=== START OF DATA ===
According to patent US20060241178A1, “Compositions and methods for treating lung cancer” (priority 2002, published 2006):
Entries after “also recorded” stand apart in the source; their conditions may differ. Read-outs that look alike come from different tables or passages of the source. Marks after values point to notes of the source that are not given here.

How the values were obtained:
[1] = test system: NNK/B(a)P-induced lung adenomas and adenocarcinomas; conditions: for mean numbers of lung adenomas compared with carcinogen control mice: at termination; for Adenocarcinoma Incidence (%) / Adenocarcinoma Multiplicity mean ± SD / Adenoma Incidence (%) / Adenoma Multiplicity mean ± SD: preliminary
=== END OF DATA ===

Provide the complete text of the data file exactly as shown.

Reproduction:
According to patent US20060241178A1, “Compositions and methods for treating lung cancer” (priority 2002, published 2006):
Entries after “also recorded” stand apart in the source; their conditions may differ. Read-outs that look alike come from different tables or passages of the source. Marks after values point to notes of the source that are not given here.

How the values were obtained:
[1] = test system: NNK/B(a)P-induced lung adenomas and adenocarcinomas; conditions: for mean numbers of lung adenomas compared with carcinogen control mice: at termination; for Adenocarcinoma Incidence (%) / Adenocarcinoma Multiplicity mean ± SD / Adenoma Incidence (%) / Adenoma Multiplicity mean ± SD: preliminary